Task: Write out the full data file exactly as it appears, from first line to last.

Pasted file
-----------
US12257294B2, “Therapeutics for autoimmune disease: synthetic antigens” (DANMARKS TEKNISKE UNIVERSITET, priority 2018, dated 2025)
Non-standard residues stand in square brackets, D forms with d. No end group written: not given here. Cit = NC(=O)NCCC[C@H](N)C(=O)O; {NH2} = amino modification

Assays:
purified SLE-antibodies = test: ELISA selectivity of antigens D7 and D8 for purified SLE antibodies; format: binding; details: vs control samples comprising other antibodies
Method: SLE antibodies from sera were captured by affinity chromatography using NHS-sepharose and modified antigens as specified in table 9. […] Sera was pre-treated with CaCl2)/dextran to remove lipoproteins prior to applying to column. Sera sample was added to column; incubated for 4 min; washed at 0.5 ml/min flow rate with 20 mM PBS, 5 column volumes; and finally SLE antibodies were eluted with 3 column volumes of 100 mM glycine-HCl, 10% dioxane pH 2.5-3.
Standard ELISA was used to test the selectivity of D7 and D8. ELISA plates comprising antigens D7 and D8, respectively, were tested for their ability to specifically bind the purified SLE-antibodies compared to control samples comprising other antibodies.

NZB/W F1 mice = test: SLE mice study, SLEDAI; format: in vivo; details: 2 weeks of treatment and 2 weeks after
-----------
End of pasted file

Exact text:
US12257294B2, “Therapeutics for autoimmune disease: synthetic antigens” (DANMARKS TEKNISKE UNIVERSITET, priority 2018, dated 2025)
Non-standard residues stand in square brackets, D forms with d. No end group written: not given here. Cit = NC(=O)NCCC[C@H](N)C(=O)O; {NH2} = amino modification

Assays:
purified SLE-antibodies = test: ELISA selectivity of antigens D7 and D8 for purified SLE antibodies; format: binding; details: vs control samples comprising other antibodies
Method: SLE antibodies from sera were captured by affinity chromatography using NHS-sepharose and modified antigens as specified in table 9. […] Sera was pre-treated with CaCl2)/dextran to remove lipoproteins prior to applying to column. Sera sample was added to column; incubated for 4 min; washed at 0.5 ml/min flow rate with 20 mM PBS, 5 column volumes; and finally SLE antibodies were eluted with 3 column volumes of 100 mM glycine-HCl, 10% dioxane pH 2.5-3.
Standard ELISA was used to test the selectivity of D7 and D8. ELISA plates comprising antigens D7 and D8, respectively, were tested for their ability to specifically bind the purified SLE-antibodies compared to control samples comprising other antibodies.

NZB/W F1 mice = test: SLE mice study, SLEDAI; format: in vivo; details: 2 weeks of treatment and 2 weeks after